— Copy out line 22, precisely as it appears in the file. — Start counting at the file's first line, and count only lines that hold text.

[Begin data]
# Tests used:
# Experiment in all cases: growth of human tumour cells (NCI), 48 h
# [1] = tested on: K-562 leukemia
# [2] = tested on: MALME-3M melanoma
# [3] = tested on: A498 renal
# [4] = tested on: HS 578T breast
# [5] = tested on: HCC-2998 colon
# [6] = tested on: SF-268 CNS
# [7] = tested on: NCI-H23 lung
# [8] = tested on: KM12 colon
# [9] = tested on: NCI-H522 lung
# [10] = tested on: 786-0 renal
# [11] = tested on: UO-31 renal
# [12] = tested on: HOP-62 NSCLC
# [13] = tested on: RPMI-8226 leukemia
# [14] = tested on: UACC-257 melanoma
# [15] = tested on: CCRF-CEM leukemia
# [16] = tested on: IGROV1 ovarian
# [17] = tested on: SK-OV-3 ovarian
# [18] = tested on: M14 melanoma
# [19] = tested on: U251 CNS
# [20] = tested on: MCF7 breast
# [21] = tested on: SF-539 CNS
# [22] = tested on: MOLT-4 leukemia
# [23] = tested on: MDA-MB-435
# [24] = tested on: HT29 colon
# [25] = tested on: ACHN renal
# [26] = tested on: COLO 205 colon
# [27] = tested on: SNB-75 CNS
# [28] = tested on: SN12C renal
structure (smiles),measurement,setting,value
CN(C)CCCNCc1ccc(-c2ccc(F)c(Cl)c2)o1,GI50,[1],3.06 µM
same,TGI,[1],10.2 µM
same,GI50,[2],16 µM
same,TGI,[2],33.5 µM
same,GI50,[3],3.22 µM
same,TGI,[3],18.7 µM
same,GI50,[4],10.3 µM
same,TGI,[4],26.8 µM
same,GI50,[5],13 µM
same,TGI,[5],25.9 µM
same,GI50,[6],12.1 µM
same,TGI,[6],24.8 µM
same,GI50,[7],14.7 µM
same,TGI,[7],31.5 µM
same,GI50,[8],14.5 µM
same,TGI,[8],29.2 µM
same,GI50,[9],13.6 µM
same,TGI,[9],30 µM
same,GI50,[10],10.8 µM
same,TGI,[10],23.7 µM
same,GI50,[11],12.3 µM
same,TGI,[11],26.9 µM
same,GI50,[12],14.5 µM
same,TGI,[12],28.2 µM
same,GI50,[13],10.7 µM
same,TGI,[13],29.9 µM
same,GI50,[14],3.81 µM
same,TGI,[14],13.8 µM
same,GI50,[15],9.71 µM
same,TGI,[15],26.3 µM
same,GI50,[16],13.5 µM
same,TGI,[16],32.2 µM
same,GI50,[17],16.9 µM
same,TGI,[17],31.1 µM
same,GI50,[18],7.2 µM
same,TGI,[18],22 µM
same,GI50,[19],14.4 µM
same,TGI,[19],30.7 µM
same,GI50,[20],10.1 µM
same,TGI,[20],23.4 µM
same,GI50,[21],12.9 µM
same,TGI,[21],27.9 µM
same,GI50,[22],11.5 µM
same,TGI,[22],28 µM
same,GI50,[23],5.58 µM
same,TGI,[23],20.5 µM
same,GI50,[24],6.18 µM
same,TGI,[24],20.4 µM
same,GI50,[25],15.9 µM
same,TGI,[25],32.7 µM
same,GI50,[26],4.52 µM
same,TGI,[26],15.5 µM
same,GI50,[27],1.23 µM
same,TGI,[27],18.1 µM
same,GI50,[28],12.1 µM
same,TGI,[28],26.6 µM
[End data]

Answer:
# [20] = tested on: MCF7 breast